Reflections – A Look Back At The Empty Powder-filled Season in Niseko

April 21st, 2021
Justin “Grover” Graves followed by his loyal dog, Mr. Winston. This area of the Niseko backcountry is just a short drive from the resort and offers views of the backside of Mt. Niseko-Annupuri and a plethora of peaks to hike and ride.

Mountainwatch |  Photos and Captions Chad Clark

For Chad Clark the past winter in Niseko was something to remember, a once-in-a-lifetime experience where it was like going back in time, the lack of international visitors and minimal domestic tourists making it feel more like 1999. It was also an above average year for snow across Hokkaido, consistent snowfalls through December, January and February delivering some amazing powder days with untracked runs all day thanks to the lack of crowds.

However, the season was a two-edged sword, perfect snow and untracked powder all day, but the lack of visitors delivered a huge hit to the local economy. Chad filmed and produced the Niseko video snow reports for Mountainwatch this year and while he and his friends enjoyed weeks of empty untracked powder his filming and marketing business, Sea and Summit Media, like all local businesses, suffered a significant downturn.

“The empty powder filled slopes have been great,” Chad said. “But we’re in desperate need of the return of visitors by next season for many businesses and individuals to survive financially.”

Hopefully the pandemic will ease enough to allow international travel to open again and tourists will return. In the meantime, Chad put together some his favourite photos from the past winter, which will give you a taste of what you can expect next time you head to Hokkaido.

Check out more of Chad’s work at and the unique Hokkaido experiences he delivers at  


It was a December to remember and the early season conditions were as good as they’ve been in several years. Perfect for popping pillows in the resort and getting our legs in powder shape for the season. Skier: James Winfield.


A typical resort scene in Hokkaido this past winter. Location: Rusutsu Resort


Floating on a cloud on possibly the deepest day of the year. Rider: Henry Johnson


A brief break from snow and clouds reveals the epic landscape of Asahidake. This image was shot during one of our Central Hokkaido photo tours. The weather forecast called for light snow with intermittent periods of sun. The weather changes by the minute up there. Our group decided to make the trek and see what we could find. We got lucky and were treated to a few moments like this to capture some moody visuals.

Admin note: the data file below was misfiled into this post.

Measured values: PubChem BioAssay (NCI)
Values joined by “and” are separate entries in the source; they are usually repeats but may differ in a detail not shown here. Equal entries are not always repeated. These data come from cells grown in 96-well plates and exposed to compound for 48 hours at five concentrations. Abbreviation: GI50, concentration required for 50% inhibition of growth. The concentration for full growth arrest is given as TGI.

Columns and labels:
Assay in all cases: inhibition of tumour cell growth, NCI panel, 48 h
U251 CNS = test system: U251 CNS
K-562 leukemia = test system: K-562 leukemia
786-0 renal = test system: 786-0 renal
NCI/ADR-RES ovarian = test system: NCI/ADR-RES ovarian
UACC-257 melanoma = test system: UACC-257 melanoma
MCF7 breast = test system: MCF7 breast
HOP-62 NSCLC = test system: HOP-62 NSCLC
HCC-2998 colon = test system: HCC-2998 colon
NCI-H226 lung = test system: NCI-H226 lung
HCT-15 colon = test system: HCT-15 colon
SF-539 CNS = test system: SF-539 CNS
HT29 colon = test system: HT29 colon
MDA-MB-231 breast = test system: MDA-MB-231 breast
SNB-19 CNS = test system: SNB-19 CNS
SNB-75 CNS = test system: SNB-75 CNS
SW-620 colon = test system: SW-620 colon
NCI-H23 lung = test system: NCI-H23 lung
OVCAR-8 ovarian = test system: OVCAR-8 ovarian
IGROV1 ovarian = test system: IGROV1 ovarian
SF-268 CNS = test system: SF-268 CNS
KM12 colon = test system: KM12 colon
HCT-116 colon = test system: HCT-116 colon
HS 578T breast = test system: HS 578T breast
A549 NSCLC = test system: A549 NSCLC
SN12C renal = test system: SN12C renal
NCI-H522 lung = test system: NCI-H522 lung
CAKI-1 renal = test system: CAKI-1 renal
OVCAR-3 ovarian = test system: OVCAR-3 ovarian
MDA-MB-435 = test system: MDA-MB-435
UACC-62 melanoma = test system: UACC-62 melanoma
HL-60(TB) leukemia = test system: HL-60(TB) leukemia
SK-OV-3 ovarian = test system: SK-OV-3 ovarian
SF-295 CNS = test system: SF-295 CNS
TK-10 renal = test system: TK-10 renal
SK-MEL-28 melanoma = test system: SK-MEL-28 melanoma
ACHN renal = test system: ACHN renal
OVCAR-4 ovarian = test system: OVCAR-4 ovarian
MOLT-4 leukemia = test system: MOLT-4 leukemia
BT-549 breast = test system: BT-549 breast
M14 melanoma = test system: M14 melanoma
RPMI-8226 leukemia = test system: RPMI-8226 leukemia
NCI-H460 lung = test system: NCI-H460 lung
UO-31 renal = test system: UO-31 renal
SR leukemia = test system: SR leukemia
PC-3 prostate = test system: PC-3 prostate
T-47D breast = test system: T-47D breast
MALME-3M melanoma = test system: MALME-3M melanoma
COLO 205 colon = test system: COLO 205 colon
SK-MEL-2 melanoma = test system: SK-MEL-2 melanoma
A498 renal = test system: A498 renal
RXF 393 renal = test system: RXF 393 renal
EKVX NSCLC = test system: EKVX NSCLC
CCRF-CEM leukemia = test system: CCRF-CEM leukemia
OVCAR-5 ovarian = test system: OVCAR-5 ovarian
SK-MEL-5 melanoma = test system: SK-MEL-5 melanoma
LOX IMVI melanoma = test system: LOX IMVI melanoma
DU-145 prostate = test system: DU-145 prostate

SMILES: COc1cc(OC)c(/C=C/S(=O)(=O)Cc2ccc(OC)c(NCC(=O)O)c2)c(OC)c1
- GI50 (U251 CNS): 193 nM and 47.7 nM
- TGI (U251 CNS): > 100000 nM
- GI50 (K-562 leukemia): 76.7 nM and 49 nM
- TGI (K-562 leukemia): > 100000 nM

I was one of the first people to make the short hike to the peak of the Niseko United resort on this particular day. In a typical season, these slopes would have heaps of tracks before I could get to the peak and pull out my camera. It was a dream season as a photographer in Hokkaido this winter.


Ringing in the New Year, Niseko style. The sun poked through the clouds for only one run on New Year’s Eve. We raced to this spot and got lucky with the timing and the deep, blower conditions. Skier: James Winfield


Ghosting between turns. Same run as above.


The name of this cabin says it all. It’s located at the end of my street and I could see the snow piled up on the roof as I passed each day. I decided to grab my camera and climb the snow bank for a better look. In Niseko, it’s a marshmallow world in the winter.


The famous Hokkaido trees are a favourite amongst resident riders. The snow can stay cold and fresh for days after a storm. Luckily, the storms didn’t stop for more than a day or two during the prime winter months this season. Rider: Evan Wilcox


Mitch Davey beneath a massive, mid-season Hokkaido mushroom. Location: Rusutsu Resort.


Niseko nights. The first night ski of the season last December. Riding pow under the lights is one of the best things Niseko has to offer. Skier: James Winfield


Mt. Yotei-zan, or simply, Yotei. This is the view from the peak of Niseko United, drawing visitors from all over the world to Niseko’s snow-covered slopes. Often shrouded in clouds for days at a time, when the forecast calls for clear skies, take advantage and enjoy. You may not get another glimpse during your entire trip